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Venezuela seeks investors for state firms

Nation’s socialist government to offer small stakes in businesses it seized by The Associated Press | May 16, 2022 at 5:28 a.m.
Rim Hassam holds Bolivars and U.S currency that she received from a customer as payment in her shop, in Caracas, Venezuela, Friday, May 13, 2022. A new tax law approved by the Venezuelan government, that went into effect in March, applies a 3% tax charge on transactions paid in foreign currencies. (AP Photo/Ariana Cubillos)

CARACAS, Venezuela -- Venezuela's government is seeking private investors to pump funds into vital but crippled state-run companies, decades after seizing them in the name of socialism.

The government intends today to offer 5% to 10% stakes in companies ranging from telephone and internet service providers to a petrochemical producer.

There is lack of details provided by the government about the sale, including what price it is seeking for shares in the companies and on what stock market they might be listed. Some are speculating the move could be a first step toward returning the companies to private hands.

"We need capital for the development of all public companies," President Nicolas Maduro said Wednesday. "We need technology. We need new markets, and we are going to move forward."

It's a marked departure from Maduro's predecessor, the late President Hugo Chavez, who nationalized many companies in his bid to transform the South American country into a socialist state. Among the companies Maduro mentioned are CANTV and its subsidiary Movilnet, petrochemical producer Petroquimica de Venezuela and a conglomerate focused in the mining sector.

The country is still under economic sanctions imposed by the U.S. and other countries that prevent investors from being able to funnel money to Venezuela's state-owned companies. And the percentages Maduro announced would not give private investors decision-making powers to undertake much-needed changes within the corporations.

Days-long power outages are common across the country. Millions of households either do not have access to water or the service is intermittent. Internet and phone services are deficient.

Economists point out that Venezuela's government needs to improve some of those services even if it is slightly ahead of the 2024 presidential election.

"We are no doubt seeing a paradigm shift that is largely forced by the circumstances but also largely fueled by political survival," Luis Prato, senior economist with the firm Torino Capital. "Since June 2014, with this significant drop in oil prices, the Maduro administration began to see a drop in oil revenues. Then, we went through a period from 2014 to 2019 of price controls, of a more intervening state."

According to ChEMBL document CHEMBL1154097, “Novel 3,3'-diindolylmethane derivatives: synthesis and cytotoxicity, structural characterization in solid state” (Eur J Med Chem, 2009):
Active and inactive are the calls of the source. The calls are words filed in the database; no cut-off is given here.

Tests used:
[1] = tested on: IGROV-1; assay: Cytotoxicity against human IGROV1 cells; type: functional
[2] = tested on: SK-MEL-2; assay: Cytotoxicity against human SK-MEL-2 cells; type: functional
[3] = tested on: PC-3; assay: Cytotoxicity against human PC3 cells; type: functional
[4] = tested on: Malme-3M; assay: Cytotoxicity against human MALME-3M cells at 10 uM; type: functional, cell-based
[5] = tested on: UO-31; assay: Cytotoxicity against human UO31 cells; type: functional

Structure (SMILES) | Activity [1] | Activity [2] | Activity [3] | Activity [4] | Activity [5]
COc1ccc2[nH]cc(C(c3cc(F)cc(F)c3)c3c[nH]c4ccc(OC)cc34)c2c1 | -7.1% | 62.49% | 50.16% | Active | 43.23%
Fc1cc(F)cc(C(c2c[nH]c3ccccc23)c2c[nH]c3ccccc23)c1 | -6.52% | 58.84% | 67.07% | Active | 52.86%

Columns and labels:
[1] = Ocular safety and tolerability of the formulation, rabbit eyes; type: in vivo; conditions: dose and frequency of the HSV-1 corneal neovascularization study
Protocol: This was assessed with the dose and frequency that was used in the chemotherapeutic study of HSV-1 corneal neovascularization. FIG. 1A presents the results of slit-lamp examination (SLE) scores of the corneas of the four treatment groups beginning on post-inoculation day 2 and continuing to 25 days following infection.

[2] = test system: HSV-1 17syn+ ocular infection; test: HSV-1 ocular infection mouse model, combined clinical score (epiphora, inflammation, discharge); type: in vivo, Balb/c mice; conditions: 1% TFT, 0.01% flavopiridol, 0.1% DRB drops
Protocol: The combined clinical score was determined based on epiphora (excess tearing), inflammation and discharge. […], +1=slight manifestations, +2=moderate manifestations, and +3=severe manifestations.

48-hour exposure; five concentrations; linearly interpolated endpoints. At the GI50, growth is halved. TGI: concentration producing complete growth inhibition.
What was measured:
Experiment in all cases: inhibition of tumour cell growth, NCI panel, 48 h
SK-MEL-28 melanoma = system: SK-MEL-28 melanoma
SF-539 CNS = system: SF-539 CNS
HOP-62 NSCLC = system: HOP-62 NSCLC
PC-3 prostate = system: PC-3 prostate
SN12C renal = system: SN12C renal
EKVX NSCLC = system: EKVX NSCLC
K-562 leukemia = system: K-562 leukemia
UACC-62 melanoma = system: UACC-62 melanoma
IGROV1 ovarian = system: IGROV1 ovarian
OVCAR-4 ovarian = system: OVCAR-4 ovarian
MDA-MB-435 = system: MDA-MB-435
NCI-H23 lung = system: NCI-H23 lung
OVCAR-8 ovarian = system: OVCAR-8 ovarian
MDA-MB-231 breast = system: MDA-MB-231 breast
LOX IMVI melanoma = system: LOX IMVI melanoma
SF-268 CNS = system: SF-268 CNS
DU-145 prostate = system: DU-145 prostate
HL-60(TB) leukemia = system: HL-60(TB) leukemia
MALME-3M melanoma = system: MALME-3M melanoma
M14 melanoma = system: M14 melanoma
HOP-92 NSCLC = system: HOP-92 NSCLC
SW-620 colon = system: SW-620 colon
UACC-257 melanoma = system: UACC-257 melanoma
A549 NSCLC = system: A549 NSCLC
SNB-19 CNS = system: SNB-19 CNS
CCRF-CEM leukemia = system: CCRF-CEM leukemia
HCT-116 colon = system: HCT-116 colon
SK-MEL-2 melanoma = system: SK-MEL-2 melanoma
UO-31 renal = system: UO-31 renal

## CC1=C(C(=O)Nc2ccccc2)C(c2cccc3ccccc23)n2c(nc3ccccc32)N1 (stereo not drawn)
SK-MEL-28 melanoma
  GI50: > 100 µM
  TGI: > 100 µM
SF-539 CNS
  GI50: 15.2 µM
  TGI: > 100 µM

But as the state lost the ability to generate wealth and growth, Prato said, "it began to make room for participation of the private sector."

Some shares of CANTV have long traded on the Stock Exchange of Caracas, the country's oldest exchange. Maduro during last week's announcement said the state-owned companies would be listed in the country's "various stock exchanges" without specifying.

But by Friday, Gustavo Pulido, president of the Stock Exchange of Caracas, had not received any information of the planned stock sales. He said the process to register the other companies and eventually list them is lengthy and requires the disclosure of financial documents.

"It takes as long as you want to take to make the placement successful. I couldn't tell you a certain time," Pulido said, adding that an offering on the Stock Exchange of Caracas could not be structured by today.

The government established its own exchange in 2010.

Prato said the government is likely to use its own exchange or a separate digital system for now but that it would have limited results.

Henkel Garcia, director of the Caracas-based firm Econometrica, said the companies require significant investments to improve the quality of their services, which were much better before they were nationalized. But he warned that the country lacks a mechanism to oversee the accounting and financial reporting procedures of the companies, making it impossible to guarantee the private investment in the state companies would be appropriately spent.

  photo  A cash register drawer holds Bolivars and U.S. currencies at a shop in Caracas, Venezuela, Friday, May 13, 2022. A new tax law approved by the Venezuelan government, that went into effect in March, applies a 3% tax charge on transactions paid in foreign currencies. (AP Photo/Ariana Cubillos)
 
 
  photo  Rim Hassam gives change in U.S currency to a customer in Caracas, Venezuela, Friday, May 13, 2022. A new tax law approved by the Venezuelan government, that went into effect in March, applies a 3% tax charge on transactions paid in foreign currencies. (AP Photo/Ariana Cubillos)
 
 
  photo  A view of an out of service National Telephone Company of Venezuela, CANTV, phone booth, in Caracas, Venezuela, Friday, May 13, 2022. A number of Venezuelan state-owned companies, including in the telecommunications sector, will sell up to 10% of their shares starting Monday. President Nicolas Maduro says the companies will be listed in the country's stock exchange and the sale is open to local and foreign investors. (AP Photo/Ariana
 
 
  photo  Pedestrians walk past an out of service National Telephone Company of Venezuela, CANTV, phone booth, in Caracas,Venezuela, Friday, May 13, 2022. A number of Venezuelan state-owned companies, including in the telecommunications sector, will sell up to 10% of their shares starting Monday. President Nicolas Maduro says the companies will be listed in the country's stock exchange and the sale is open to local and foreign investors. (AP Photo/Ariana Cubillos)
 
 

Print Headline: Venezuela seeks investors for state firms

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